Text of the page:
My Favorite Corals: Vintage Montipora - Green Branching Cap & Leng Sy Cap montipora, News Reef Builders

My Favorite Corals: Vintage Montipora – Green Branching Cap & Leng Sy Cap montipora, News Reef Builders


In the annals of reef aquarium history, there are two strains which really kicked off the whole concept of ‘limited edition’ corals – the green branching cap and the Leng Sy cap. These two strains of Montipora have been grown in the aquarium hobby for nearly 20 years, making them older than the youngest wave of new young aquarium reefers. 

My large frag of the Leng Sy Cap just beginning to develop sophistication to its rim

The Leng Sy cap was introduced to the world by Ecosystem Aquarium with a photo of an incredible colony grown in high light in the reef tank of Leng Sy. This coral can have a typical swirling capricornis shape with a jade green body and bright purple edges.

Acroporidae
A more mature example of the Leng Sy cap in the aquairum of Dave Botwin.

In bright light this coral grows more upwards and develops a thickness to its rim that highlights its color, and can even grow small protrusions. Dave Botwin’s colony is a particularly great specimen of this coral which thrives under the very bright lighting required to really make this coral shine.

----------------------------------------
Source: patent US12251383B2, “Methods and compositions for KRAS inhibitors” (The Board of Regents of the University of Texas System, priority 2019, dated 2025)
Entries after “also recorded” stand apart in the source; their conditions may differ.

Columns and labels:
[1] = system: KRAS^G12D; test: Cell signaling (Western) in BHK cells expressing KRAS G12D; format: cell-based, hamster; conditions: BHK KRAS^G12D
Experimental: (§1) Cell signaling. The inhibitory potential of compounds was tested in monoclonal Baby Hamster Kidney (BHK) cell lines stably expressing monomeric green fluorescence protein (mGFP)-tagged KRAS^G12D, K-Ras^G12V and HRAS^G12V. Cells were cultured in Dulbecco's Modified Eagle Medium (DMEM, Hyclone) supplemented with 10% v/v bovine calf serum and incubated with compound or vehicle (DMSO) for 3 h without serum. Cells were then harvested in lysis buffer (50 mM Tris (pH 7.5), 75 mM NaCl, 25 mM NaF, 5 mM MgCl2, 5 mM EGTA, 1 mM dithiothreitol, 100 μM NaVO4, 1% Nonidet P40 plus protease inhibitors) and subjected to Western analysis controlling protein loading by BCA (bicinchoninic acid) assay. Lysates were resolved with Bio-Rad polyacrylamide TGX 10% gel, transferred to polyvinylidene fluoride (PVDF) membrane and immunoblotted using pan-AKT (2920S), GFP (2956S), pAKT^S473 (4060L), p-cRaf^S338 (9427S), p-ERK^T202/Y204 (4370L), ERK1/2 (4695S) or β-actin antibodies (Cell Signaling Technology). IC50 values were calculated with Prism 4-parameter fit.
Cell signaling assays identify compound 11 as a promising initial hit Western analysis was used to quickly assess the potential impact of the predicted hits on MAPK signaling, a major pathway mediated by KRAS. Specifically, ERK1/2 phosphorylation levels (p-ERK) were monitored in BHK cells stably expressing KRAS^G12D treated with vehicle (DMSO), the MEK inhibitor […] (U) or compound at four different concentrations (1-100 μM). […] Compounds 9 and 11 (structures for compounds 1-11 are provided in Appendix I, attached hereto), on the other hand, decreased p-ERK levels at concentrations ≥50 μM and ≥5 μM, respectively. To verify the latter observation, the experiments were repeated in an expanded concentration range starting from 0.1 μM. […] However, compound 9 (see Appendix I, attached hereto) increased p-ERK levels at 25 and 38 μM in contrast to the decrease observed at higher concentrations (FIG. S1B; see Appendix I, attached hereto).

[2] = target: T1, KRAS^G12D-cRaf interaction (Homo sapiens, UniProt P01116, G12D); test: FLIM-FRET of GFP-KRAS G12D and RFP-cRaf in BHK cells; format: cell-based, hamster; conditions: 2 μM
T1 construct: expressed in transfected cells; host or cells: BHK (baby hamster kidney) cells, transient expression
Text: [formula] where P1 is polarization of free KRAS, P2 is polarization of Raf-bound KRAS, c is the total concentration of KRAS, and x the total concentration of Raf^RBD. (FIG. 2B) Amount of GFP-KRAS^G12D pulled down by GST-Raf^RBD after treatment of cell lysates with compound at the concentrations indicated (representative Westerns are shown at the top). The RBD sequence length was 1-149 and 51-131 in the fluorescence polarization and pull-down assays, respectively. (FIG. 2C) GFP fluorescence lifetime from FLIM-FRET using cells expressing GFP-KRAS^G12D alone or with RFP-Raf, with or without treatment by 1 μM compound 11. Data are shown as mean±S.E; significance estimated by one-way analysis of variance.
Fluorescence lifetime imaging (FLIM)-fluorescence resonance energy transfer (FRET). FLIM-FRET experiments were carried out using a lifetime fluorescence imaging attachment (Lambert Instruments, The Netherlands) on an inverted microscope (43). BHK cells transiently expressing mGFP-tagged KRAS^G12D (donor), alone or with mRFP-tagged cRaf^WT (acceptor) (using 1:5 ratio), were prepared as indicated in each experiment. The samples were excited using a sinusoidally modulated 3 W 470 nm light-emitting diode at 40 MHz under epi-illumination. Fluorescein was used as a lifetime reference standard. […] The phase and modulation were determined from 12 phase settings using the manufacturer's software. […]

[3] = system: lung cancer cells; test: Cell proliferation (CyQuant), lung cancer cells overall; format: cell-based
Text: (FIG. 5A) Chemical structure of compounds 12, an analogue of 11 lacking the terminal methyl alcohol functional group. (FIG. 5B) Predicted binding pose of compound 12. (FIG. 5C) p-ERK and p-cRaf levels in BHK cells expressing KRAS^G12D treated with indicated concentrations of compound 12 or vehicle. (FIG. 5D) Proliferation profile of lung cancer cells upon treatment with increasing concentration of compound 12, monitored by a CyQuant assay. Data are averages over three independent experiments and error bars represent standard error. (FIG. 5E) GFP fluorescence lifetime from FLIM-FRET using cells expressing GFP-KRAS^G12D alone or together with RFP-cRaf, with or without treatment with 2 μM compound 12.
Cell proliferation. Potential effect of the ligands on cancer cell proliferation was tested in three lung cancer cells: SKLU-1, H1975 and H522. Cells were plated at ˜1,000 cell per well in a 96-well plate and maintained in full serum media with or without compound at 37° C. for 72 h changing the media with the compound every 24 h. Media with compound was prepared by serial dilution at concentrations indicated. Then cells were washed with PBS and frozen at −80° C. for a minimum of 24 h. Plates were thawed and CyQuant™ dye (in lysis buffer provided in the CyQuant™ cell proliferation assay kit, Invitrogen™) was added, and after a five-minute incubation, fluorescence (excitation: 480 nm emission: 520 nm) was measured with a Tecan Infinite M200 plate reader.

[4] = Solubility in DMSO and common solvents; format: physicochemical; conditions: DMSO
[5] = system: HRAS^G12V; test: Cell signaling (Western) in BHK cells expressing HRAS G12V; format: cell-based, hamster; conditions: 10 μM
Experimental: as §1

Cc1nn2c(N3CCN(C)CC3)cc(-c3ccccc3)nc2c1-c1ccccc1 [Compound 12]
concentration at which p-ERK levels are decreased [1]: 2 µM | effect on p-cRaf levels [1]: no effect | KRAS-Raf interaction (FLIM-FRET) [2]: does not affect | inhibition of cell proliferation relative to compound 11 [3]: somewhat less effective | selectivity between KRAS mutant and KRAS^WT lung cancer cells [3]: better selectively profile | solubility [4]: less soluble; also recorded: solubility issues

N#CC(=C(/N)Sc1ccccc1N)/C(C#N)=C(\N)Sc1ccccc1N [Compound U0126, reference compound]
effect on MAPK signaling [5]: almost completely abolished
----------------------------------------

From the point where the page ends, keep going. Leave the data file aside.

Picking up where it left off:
Much less well known but equally as old is the green branching cap – this lime green Montipora was first grown at the Henry Doorly Zoo and was among the first LE corals alongside the Purple Monster Acro. This Monti strain has much more potential to develop green branching nodules but again, time, maturity and especially bright light will help to develop these unique features. 

Biota

I was fortunate enough to harvest a frag of each of these near-vintage age corals from the reef aquarium of none other than Sanjay Joshi. These two corals are both doing extremely well and beginning to develop their unique features under bright LED light. I hope to follow up with these two corals in a few months time to show how they’ve come along and especially to document these corals growing close together. 

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